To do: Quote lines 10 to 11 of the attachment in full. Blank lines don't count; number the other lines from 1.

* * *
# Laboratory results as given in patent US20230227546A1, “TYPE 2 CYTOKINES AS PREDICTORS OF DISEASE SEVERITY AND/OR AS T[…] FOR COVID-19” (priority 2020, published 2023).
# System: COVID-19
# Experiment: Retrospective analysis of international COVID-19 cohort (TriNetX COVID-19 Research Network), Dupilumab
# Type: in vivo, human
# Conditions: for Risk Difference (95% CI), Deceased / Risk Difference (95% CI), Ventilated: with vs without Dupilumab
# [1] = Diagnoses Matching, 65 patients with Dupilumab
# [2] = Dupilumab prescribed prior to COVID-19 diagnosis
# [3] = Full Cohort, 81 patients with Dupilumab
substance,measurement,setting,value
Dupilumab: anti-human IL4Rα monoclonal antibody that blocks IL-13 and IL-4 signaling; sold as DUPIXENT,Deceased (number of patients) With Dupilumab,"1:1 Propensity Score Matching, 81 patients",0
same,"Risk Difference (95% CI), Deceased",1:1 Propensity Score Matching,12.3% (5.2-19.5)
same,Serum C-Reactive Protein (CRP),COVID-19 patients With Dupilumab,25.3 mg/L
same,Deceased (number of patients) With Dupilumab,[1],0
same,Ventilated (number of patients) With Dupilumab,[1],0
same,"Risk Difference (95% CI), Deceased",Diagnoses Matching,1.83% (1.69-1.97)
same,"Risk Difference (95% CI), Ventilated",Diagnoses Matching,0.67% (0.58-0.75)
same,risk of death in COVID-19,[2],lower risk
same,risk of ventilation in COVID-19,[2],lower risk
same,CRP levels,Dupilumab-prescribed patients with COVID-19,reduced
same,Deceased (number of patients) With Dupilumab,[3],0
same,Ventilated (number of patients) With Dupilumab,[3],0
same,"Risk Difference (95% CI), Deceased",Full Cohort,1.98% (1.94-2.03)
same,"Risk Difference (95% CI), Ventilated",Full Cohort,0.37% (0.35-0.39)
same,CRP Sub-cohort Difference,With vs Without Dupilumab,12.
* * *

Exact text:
Dupilumab: anti-human IL4Rα monoclonal antibody that blocks IL-13 and IL-4 signaling; sold as DUPIXENT,Deceased (number of patients) With Dupilumab,"1:1 Propensity Score Matching, 81 patients",0
same,"Risk Difference (95% CI), Deceased",1:1 Propensity Score Matching,12.3% (5.2-19.5)